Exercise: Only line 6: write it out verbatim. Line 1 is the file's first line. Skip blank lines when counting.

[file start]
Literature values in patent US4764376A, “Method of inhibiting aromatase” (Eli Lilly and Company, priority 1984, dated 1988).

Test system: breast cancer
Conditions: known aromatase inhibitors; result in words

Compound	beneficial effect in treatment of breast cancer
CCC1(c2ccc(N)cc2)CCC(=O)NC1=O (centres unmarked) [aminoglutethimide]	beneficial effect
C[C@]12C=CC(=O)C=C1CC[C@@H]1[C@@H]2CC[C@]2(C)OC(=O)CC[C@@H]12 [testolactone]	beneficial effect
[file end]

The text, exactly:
C[C@]12C=CC(=O)C=C1CC[C@@H]1[C@@H]2CC[C@]2(C)OC(=O)CC[C@@H]12 [testolactone]	beneficial effect